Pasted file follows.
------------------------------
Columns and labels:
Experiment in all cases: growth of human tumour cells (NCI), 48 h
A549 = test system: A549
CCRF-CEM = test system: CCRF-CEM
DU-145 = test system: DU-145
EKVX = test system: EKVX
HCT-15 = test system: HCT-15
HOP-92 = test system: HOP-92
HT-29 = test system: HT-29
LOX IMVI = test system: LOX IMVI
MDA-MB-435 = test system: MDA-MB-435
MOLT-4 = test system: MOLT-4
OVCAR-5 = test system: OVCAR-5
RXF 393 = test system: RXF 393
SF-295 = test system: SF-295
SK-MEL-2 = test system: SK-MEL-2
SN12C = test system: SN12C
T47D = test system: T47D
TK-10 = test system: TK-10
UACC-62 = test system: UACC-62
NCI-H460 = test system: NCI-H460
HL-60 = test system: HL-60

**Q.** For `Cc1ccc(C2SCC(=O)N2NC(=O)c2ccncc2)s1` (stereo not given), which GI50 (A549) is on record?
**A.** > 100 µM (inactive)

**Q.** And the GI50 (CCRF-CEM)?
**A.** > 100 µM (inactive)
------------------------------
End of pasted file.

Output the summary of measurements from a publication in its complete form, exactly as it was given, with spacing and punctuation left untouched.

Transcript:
Columns and labels:
Experiment in all cases: growth of human tumour cells (NCI), 48 h
A549 = test system: A549
CCRF-CEM = test system: CCRF-CEM
DU-145 = test system: DU-145
EKVX = test system: EKVX
HCT-15 = test system: HCT-15
HOP-92 = test system: HOP-92
HT-29 = test system: HT-29
LOX IMVI = test system: LOX IMVI
MDA-MB-435 = test system: MDA-MB-435
MOLT-4 = test system: MOLT-4
OVCAR-5 = test system: OVCAR-5
RXF 393 = test system: RXF 393
SF-295 = test system: SF-295
SK-MEL-2 = test system: SK-MEL-2
SN12C = test system: SN12C
T47D = test system: T47D
TK-10 = test system: TK-10
UACC-62 = test system: UACC-62
NCI-H460 = test system: NCI-H460
HL-60 = test system: HL-60

**Q.** For `Cc1ccc(C2SCC(=O)N2NC(=O)c2ccncc2)s1` (stereo not given), which GI50 (A549) is on record?
**A.** > 100 µM (inactive)

**Q.** And the GI50 (CCRF-CEM)?
**A.** > 100 µM (inactive)